Hokey Pokey by Jerry SpinelliWelcome to Hokey Pokey. A place and a time, when childhood is at its best: games to play, bikes to ride, experiences to be had. There are no adults in Hokey Pokey, just kids, and the laws governing Hokey Pokey are simple and finite. But when one of the biggest kids, Jack, has his beloved bike stolen—and by a girl, no less—his entire world, and the world of Hokey Pokey, turns to chaos. Without his bike, Jack feels like everything has started to go wrong. He feels different, not like himself, and he knows something is about to change. And even more troubling he alone hears a faint train whistle. But thats impossible: every kid knows there no trains in Hokey Pokey, only tracks.
Master storyteller Jerry Spinelli has written a dizzingly inventive fable of growing up and letting go, of leaving childhood and its imagination play behind for the more dazzling adventures of adolescence, and of learning to accept not only the sunny part of day, but the unwelcome arrival of night, as well.
Top definition. Put the right foor in and shake it all about. Do the hokey pokey and you turn yourself around. And thats what it all about. Teachers in schools perform satanic rituals by making students do the hokey pokey. What it's all about.
You do the Hokey Pokey, And you turn it all around, That's what it's all about No other song seems to symbolize a good time for people and bring smiles to their faces to quite the same extent as "The Hokey Pokey. It's complicated. Written to entertain Canadian troops stationed in London, the song was similar to the "Hokey Pokey" we all know today. Composer Al Tabor was also entertaining Canadian troops in wartime London, and in he wrote a participation dance song called "The Hokey Pokey. The song was a regional favorite at dances and resorts for the rest of the s, but that still isn't the song we know today.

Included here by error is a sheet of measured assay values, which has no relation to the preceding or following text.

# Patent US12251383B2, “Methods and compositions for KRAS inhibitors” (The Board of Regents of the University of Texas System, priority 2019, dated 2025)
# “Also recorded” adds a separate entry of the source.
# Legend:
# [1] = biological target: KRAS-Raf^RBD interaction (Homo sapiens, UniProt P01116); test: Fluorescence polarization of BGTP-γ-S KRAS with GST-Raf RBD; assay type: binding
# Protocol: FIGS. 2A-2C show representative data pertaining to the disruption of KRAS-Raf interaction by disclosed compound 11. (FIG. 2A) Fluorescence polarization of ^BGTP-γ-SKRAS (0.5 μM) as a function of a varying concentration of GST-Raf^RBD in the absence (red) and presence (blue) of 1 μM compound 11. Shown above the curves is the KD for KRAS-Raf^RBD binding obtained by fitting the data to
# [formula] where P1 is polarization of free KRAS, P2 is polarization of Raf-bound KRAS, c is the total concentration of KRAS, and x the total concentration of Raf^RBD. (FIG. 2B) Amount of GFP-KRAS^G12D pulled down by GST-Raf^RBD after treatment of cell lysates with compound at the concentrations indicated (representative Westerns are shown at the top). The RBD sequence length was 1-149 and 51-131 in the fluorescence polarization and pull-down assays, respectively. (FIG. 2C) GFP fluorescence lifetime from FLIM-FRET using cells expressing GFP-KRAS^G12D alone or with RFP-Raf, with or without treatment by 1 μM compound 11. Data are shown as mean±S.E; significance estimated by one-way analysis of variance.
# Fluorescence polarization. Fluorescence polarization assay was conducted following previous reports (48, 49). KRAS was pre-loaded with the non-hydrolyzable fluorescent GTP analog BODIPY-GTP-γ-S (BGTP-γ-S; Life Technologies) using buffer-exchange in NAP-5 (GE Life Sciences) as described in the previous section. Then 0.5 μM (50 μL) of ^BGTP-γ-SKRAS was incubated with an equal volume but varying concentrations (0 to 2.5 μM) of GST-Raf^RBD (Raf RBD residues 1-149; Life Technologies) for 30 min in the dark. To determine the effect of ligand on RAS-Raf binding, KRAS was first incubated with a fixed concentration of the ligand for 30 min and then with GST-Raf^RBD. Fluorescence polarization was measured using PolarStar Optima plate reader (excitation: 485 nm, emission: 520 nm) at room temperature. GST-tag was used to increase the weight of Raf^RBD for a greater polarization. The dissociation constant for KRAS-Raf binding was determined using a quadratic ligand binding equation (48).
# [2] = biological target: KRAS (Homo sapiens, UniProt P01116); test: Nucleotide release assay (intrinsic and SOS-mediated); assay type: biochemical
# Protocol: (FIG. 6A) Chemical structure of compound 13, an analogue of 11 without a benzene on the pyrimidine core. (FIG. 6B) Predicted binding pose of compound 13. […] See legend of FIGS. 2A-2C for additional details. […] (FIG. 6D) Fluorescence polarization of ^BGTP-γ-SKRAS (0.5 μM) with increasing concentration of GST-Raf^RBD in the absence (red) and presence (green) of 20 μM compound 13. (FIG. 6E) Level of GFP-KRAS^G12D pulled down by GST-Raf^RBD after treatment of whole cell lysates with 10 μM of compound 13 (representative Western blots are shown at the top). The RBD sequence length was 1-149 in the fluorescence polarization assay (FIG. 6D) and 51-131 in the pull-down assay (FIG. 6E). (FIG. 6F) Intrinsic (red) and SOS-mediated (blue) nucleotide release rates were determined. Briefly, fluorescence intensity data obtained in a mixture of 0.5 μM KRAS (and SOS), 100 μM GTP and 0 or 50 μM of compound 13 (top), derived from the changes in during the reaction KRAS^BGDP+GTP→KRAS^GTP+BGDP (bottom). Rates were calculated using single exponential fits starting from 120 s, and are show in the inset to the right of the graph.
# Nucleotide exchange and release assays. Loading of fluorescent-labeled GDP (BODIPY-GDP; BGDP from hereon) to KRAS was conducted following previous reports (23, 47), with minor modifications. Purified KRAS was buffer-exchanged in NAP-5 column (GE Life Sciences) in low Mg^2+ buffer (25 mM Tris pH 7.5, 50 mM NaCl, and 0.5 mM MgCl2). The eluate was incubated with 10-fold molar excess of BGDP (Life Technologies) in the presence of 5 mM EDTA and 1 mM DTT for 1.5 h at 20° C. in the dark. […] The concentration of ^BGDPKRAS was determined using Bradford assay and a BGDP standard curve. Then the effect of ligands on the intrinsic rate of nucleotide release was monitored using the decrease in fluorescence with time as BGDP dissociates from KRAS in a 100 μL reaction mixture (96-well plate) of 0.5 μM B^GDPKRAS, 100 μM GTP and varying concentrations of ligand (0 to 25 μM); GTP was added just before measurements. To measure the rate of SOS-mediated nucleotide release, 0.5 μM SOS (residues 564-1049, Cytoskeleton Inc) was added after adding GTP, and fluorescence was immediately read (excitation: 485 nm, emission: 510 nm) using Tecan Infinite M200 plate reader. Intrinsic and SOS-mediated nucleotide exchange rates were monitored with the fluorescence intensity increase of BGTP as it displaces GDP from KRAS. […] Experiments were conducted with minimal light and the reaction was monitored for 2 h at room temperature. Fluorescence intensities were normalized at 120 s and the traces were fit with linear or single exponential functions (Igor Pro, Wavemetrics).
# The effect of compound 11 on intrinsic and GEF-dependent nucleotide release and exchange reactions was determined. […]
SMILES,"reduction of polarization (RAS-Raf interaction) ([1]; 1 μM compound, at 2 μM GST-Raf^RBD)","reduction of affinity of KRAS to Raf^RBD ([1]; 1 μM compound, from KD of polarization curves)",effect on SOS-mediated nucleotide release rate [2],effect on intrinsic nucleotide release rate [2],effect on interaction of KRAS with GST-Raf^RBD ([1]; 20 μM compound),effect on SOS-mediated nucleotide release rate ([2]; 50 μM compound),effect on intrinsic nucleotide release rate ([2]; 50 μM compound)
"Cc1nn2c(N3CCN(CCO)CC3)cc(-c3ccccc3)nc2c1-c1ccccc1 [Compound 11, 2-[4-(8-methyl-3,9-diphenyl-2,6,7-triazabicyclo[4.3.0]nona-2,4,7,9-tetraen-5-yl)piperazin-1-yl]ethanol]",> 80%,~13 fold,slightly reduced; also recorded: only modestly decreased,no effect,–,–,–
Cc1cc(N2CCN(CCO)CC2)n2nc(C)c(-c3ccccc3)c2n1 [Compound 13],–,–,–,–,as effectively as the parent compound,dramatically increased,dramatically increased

WHAT TO GO SEE FOR SOME SUPER-CLASSY ESCAPISM
The hokey cokey United Kingdom , Ireland and the Caribbean or hokey pokey United States , Canada , Australia and Israel  is a participation dance with a distinctive accompanying tune and lyric structure. It is well known in English-speaking countries. It originates in a British folk dance, with variants attested as early as The song and accompanying dance peaked in popularity as a music hall song and novelty dance in the mids in the UK. The song became a chart hit twice in the s. Despite several claims of a recent invention, numerous variants of the song exist with similar dances and lyrics dating back to the 19th century. One of the earlier variants, with a very similar dance to the modern one, is found in Robert Chambers ' Popular Rhymes of Scotland from ; the words there are given as:.
See Full Schedule. We all know the song, and we all know the lyrics. However, the history of the song itself is anything but simple. Enter British band-leader Al Tabor. He claimed to have been approached by a Canadian officer, who suggested he write a knees-up sort of song with actions. Have a lick make you jump.